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Team Building
By Dan Freigang, Sport Psychologist with the U.S. National Team

From the Virginia Youth Soccer Assoc. (www.vysa.com) Coaches Corner

 

Make It So


Last month's topic of selling your mission was well received and many of you responded by requests for more insight in "selling your mission." Techniques to implement change within a team's mission can help to promote success and enjoyment with players. When you have people buy into the daily training with passion, you reap the benefits of a high performance team. To get there however, you need to plan simple organizational steps. This is what we call team building. The issue for coaches in building teams is how to promote growth in a group moving collectively toward a goal. This can be challenging because not all groups function well just because they have no problems during training. Think of the work situations you have experienced. How many offices function without politics, waste and failure? The answer is many offices operate but not many organizations function at optimum levels. The question remains clear. "How can you as a leader maximize individual talents and create synergy within groups of people?" Creating Synergy

Synergy is the highest level of energy created from people's talents. You have probably heard of this situation before, when you give to another person you receive back more than you give. Yes I know it sounds kind of cliche but it is really a wonderful experience. In these relationships there is excitement, commitment and motivation that are beyond what you normally achieve. This synergy creates more energy by multiplying itself and the effects become summative. It is what many championship programs call buying in or coming together. Creating synergy on teams is exactly what we are after in our workplace and our teams. All teams can promote synergy and it is within every team's potential to create and enjoy. I get a lot of requests to come in and help the team building process in corporate and sport settings so let me give you an introduction in how to get this started yourself. Start with a vision.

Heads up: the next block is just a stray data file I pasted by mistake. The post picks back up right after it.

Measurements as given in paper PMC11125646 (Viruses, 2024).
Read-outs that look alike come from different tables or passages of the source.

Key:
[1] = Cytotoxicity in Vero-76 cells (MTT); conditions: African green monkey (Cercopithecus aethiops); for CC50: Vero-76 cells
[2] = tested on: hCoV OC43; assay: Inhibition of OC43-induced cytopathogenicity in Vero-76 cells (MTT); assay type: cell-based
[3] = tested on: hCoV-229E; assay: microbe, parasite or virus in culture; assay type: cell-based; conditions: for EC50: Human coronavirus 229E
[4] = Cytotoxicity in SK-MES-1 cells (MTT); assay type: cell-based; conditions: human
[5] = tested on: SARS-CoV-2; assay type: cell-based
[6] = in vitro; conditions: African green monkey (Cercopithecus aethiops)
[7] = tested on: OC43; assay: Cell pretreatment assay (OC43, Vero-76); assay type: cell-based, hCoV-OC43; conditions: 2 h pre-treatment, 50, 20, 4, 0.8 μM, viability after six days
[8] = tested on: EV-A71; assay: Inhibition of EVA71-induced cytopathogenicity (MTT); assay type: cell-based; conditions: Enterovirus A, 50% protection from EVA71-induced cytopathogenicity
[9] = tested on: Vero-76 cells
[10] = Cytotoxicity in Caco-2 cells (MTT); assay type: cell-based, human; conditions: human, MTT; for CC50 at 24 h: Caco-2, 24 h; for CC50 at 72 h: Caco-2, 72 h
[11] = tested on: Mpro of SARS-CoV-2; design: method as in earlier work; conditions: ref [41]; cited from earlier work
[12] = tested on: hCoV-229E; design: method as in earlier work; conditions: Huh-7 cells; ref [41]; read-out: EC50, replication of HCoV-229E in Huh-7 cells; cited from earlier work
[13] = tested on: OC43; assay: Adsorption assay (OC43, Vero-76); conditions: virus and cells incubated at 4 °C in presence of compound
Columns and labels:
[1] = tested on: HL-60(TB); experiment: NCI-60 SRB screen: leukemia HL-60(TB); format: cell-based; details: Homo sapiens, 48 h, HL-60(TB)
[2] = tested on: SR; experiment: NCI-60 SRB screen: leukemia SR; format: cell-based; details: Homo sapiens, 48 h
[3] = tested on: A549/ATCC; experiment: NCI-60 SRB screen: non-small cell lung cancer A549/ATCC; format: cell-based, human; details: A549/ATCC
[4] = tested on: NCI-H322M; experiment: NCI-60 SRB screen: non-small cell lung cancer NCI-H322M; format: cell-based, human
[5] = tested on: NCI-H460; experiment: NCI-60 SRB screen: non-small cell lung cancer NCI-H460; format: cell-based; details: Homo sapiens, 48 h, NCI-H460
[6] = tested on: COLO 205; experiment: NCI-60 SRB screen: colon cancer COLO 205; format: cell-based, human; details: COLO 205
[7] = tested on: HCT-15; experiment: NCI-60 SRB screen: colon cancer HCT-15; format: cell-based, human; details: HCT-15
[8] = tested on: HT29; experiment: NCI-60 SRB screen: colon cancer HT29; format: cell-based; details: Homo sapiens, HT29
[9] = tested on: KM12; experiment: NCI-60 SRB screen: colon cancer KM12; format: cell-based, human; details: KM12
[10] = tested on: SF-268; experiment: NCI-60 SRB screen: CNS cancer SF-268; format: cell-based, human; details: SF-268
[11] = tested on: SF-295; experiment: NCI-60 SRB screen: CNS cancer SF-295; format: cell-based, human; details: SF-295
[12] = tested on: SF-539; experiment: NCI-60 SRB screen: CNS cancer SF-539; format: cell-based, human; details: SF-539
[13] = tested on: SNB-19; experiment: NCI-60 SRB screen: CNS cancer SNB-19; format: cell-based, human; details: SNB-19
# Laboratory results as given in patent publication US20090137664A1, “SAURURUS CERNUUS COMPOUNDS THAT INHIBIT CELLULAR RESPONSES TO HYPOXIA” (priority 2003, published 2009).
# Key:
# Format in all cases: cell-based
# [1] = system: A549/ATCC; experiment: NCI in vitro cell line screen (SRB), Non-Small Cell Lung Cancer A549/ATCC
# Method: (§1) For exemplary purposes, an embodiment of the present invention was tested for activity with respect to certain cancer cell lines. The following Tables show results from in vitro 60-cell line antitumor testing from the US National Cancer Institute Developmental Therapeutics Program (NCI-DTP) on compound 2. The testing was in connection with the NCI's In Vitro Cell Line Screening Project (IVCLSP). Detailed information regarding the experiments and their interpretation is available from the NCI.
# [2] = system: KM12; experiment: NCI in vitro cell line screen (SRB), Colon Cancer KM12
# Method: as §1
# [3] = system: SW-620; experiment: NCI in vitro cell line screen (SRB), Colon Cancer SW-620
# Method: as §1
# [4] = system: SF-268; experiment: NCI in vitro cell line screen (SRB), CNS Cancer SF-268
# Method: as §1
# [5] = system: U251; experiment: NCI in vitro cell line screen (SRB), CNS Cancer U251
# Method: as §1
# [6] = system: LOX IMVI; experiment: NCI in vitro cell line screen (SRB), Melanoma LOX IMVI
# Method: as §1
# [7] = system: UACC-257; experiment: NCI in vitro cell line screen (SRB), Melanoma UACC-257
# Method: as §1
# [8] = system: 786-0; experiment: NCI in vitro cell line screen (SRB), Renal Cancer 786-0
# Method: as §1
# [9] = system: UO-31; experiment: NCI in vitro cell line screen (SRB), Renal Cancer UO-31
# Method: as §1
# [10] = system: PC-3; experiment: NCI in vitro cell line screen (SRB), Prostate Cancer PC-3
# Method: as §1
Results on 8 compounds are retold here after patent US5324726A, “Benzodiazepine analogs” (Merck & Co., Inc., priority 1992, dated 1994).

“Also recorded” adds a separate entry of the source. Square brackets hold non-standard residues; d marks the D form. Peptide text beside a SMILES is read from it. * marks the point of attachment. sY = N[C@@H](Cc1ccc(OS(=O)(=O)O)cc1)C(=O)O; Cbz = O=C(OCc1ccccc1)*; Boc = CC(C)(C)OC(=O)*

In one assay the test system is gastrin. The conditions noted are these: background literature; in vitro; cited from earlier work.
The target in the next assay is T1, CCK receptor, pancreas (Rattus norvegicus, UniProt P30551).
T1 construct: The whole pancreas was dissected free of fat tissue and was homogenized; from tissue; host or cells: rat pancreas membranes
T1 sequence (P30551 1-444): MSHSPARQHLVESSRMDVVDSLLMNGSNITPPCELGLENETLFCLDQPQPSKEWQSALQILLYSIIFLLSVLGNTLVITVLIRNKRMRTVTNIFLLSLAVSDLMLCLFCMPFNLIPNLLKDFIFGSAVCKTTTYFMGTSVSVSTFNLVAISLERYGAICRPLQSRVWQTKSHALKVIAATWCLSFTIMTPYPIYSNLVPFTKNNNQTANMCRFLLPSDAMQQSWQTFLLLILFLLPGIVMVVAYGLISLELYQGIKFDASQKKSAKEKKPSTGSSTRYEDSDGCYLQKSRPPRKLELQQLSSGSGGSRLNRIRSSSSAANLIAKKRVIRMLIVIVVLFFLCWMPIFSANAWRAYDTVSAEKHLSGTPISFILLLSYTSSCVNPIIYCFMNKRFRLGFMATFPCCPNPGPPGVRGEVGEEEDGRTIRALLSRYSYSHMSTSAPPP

This is the dreaming stage within your mind. What would you like to create as a coach or manager? What are your goals for a perfect situation? This is a creative stage and I encourage you to stretch limits and think of all your possibilities. The next stage is to communicate your ideas to key people in the group for feedback and gain their insight. Communication of your ideas is critical as you need to convince players to come on board. Players need to have input that leads to ownership if you want your mission to be successful so be prepared to clarify and adapt! You can present a vignette or scenario to your entire team to create a sense of urgency, excitement and change. As always something simple, clear and inspirational can help to instigate change. As an example try presenting this to your team and have a discussion about your team's goals. What we can learn from Geese.

This fall when you see geese heading south for the winter, flying in "V" formation, you might be interested to know what science has discovered about why they fly that way.

  • Lesson 1: It has been learned that as each bird flaps its wings it creates an uplift for the bird immediately following. By flying in a "V" formation, the whole flock adds at least 71% greater flying range than if each bird flew on its own. People who share a common direction and sense of community can get where they are going quicker and easier because they are traveling on the thrust of one another.
  • Lesson 2 Whenever a goose falls out of formation, it suddenly feels the drag and resistance of trying to fly alone, and quickly gets into formation to take advantage of the lifting power of the bird immediately in front. If we will stay in formation we can make the trip easily.